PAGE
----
After five years of helping students engage with learning opportunities and bringing instructors together to infuse new innovations into their classes, WSU’s Transformational Change Initiative (TCI) is taking significant steps to continue enhancing its offerings.
The Transformational Change Initiative began as a five year internally funded grant program. But following its successes with a parent handbook as well as its LAUNCH and LIFT Faculty Fellowship programs, university leaders opted to institutionalize TCI and make it a permanent part of the university’s programming.
“With this incredible support, our goal is to expand TCI activities and increase collaboration with other WSU efforts focused on teaching excellence,” Erika Offerdahl, director of the program, said. “We will do this by inviting even more faculty to LIFT as well as eventually creating LIFT trainings specifically for academic advisors and graduate students, who play a critical role in student success.”
Offerdahl also indicated the TCI will be hosting the first annual Engage Learners. Empower Voices. Advance Teaching Excellence (ELEVATE) conference on August 16 in the Spark in collaboration with Academic Outreach and Innovation. This one-day event will be feature presentations, workshops, and demonstrations designed to reinvigorate faculty and graduate students as they prepare for the 2022-23 academic year.
“The pandemic has been draining for our instructors and students,” Offerdahl said. “This event is an opportunity to reconnect, energize, and form collaborations that will help us all in elevating our instructional practice.”
TCI is also launching a new internal grant opportunity focused on inclusion, equity, diversity and access, to address these topics in teaching at the undergraduate level. More information is available on the Division of Academic Engagement and Student Achievement website.
In previous years, a select number of faculty have been chosen in the fall as LIFT Faculty Fellows, who were then eligible to participate in trainings focused on evidenced-based teaching interventions that are known to improve student engagement. The goal of LIFT is to enhance the classroom experience to increase academic success, develop students’ life skills and resilience, and transform the undergraduate experience at WSU..
This year, LIFT will welcome a new cohort in May and a 2-day event on the Tri-Cities campus May 12-13 will be open to faculty systemwide. TCI will be covering hotel and meal expenses for the event as well to avoid the risk of individual financial barriers limiting participation. Applications are due May 4th.
“There are some real benefits in being shoulder to shoulder with faculty when thinking about resilience training for students, sharing personal stories and reflection in a way that doesn’t happen virtually,” Offerdahl said, noting that adjustments will be made if public health concerns arise.
More information about how to become a LIFT Faculty Fellow is available on TCI’s website. An event for the Pullman campus in the fall is also being planned. The application process to participate in LIFT has been greatly simplified in hopes that all wishing to participate will be able to do so.
Helping students stay on track to graduate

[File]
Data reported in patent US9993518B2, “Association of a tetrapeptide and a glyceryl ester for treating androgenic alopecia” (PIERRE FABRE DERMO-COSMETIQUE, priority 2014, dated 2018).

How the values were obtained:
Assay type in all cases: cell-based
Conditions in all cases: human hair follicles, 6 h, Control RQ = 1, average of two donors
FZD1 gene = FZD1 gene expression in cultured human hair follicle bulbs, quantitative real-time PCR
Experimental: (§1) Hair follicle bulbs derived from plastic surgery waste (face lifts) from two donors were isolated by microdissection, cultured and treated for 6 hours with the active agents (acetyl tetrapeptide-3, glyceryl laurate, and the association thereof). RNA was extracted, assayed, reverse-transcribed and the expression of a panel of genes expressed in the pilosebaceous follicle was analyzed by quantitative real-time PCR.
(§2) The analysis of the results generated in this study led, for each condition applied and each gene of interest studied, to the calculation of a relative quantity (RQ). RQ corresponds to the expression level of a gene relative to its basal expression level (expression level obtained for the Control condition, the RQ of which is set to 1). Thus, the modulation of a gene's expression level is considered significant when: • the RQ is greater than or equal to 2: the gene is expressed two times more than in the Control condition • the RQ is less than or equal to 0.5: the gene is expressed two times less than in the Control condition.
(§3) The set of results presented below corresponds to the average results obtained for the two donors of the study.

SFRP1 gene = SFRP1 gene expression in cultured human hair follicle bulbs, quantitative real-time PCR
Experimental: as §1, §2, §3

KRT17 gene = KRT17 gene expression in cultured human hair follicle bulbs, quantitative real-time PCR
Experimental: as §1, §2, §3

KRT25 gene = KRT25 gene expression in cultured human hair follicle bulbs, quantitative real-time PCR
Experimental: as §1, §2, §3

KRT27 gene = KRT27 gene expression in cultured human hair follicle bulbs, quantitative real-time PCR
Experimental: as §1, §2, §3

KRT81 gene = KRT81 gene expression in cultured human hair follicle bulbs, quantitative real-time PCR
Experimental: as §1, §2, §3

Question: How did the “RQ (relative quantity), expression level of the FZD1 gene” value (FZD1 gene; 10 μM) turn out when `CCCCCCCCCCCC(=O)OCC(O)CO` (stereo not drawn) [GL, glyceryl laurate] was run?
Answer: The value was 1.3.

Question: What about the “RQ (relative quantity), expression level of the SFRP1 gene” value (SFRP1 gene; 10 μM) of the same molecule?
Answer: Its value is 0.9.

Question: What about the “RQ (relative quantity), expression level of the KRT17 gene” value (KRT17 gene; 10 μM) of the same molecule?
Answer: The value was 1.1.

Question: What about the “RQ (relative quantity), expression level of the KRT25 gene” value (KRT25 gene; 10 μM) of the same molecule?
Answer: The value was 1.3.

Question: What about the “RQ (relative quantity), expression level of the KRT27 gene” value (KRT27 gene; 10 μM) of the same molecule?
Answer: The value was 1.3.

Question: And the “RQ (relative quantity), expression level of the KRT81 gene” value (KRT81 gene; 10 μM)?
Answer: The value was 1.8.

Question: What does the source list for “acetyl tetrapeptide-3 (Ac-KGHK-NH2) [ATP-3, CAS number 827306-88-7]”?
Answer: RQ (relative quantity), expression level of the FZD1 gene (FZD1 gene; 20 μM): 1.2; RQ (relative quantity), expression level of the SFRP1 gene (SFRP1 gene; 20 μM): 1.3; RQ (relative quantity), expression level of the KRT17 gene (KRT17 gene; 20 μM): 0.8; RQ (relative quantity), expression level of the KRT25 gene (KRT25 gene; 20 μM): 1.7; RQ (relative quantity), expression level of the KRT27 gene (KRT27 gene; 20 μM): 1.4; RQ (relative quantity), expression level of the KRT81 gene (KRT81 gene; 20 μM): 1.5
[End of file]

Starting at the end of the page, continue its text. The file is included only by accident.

TCI’s LAUNCH program has previously helped students become aware of experiential learning opportunities and provide mentoring and skills training opportunities. Much of this work is done by peer mentors, who can help their fellow students adjust to college life and find opportunities for them to gain valuable research or career experience.
The goal is to provide students with resilience training while encouraging a mindset focused on growth and mindfulness. Its offerings have principally been delivered in a small number of courses primarily on the Pullman campus.
In the years ahead, TCI will look to enhance offerings systemwide, embedding opportunities for students in more classes and campuses. The university had 28 LAUNCH ambassadors during the 2021-22 school year and will look to add to that number in the coming years.
Since its inception alongside LIFT, LAUNCH has coincided with improved retention and graduation rates, Offerdahl said.
Help without helicoptering
The third traditional component of TCI’s work is a handbook now distributed to parents or guardians of all incoming first-year and young transfer students.
The idea is to provide guidance to the parents of young college students originally took form in 2013 with a collaboration by Senior Vice Provost Laura Griner Hill, Professor Brittany Cooper and Chair and Associate Professor Matt Bumpus and colleagues from the University of Washington. WSU’s team brought expertise in young adult development to match up with UW’s parental research experts.
Together, the group created a handbook that helped parents understand how to support their students’ journey to becoming more independent while supporting their well-being.
“The beginning of the first semester for students can be a high-risk period,” Hill said. “The handbook helps parents understand how to support autonomy while communicating clear expectations and maintaining an emotional support role.”
Parents have provided overwhelmingly positive feedback regarding the handbook, and it has also garnered support from the National Institutes of Health as well as Washington’s Division of Behavioral Health and Recovery. The former supported a study of the handbook’s effects on alcohol and substance use among newly enrolled college students. The latter provided funds to help distribute the handbook to the parents of university students across the state.
Hill is hoping to distribute around 4,000 handbooks to WSU parents this fall, 3,000 to Western Washington University students and thousands more to parents of students at other Washington universities.